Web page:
The Unsustainable Trajectory of State Spending
There’s no question that state government spending growth over the last two decades has far outpaced the growth of traditional variables, like inflation, population, and economic growth in some instances, leading the Legislature to consider commensurate budgetary increases. This dissonance is what lies at the heart of Texas’ continued budgetary problems, and as time progresses the problem has only appeared to worsen.
As the Foundation has noted in previous research, from fiscal year 1990 through fiscal year 2012, state government spending has risen from $23 billion to $94.3 billion, an increase of 310 percent. By contrast, Texas’ population and general inflation increases over the same period are expected to grow by just a combined 132 percent. Had Texas’ constitutional Tax and Expenditure Limit (TEL) been applied to all areas of government spending instead a few select areas of the budget, the FY 2012 budget would have totaled a much smaller $53.2 billion—a difference of about $41 billion.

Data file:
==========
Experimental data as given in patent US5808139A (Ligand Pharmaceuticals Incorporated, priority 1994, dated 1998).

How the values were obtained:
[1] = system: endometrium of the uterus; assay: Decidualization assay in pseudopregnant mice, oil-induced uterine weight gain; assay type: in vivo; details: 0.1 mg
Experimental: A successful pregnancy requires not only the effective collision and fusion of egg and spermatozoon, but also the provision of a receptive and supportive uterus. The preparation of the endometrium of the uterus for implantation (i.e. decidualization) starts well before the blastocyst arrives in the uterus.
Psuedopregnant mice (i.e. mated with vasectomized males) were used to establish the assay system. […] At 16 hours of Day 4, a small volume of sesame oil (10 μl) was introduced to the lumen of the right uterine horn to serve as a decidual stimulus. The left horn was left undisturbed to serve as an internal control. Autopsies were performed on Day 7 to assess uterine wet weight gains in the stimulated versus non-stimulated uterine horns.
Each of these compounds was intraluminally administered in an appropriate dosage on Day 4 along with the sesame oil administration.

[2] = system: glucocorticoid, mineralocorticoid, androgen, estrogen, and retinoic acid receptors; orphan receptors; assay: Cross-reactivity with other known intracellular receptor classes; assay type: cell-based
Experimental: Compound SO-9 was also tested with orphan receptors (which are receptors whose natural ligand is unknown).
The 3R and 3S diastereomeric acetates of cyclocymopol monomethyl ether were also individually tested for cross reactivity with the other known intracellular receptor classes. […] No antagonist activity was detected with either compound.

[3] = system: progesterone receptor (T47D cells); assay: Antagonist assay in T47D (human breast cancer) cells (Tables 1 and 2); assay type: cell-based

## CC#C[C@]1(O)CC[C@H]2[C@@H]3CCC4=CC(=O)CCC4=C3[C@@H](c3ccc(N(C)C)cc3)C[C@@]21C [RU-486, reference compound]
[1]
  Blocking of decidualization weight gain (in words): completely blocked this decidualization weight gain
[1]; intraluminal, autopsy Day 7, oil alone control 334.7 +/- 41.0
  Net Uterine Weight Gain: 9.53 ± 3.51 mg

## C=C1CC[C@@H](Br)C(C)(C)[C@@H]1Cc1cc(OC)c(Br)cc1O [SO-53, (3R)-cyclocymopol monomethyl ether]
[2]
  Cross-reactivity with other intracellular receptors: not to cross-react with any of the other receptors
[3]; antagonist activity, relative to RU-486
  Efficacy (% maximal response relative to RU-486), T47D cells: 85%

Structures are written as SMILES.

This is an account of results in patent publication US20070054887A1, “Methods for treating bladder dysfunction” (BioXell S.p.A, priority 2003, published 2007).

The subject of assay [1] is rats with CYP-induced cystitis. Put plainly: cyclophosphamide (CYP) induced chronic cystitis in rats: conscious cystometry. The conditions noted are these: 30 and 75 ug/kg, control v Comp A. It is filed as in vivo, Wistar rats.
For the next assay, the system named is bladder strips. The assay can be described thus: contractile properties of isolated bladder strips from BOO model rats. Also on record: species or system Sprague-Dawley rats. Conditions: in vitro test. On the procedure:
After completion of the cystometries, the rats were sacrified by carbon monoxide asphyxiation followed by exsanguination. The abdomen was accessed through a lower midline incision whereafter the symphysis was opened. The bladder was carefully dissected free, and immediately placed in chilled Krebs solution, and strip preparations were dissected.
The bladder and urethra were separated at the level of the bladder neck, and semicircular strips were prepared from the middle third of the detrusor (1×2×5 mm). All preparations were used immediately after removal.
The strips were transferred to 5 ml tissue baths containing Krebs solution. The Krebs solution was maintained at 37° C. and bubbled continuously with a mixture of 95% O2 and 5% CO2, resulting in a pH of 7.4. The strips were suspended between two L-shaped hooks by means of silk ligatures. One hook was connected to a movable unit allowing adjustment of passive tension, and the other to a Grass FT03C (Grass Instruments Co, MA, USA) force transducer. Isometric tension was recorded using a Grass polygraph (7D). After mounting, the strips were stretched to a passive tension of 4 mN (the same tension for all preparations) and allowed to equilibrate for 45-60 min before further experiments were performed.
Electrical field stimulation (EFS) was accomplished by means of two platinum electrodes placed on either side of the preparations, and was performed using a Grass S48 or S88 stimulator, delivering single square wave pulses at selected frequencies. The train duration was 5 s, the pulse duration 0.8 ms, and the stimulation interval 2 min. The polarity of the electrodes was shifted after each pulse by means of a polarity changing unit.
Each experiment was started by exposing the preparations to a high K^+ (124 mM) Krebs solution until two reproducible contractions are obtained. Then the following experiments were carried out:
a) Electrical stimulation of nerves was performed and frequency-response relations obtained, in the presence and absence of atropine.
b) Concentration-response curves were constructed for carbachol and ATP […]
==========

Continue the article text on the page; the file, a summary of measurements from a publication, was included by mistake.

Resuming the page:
As the next legislative session draws near and lawmakers consider fiscally responsible ways to balance the state’s budget, the onus is on lawmakers to enact long-term policy changes, like broadening and strengthening the TEL, to slow the trajectory of government spending that we’ve seen over the last twenty years.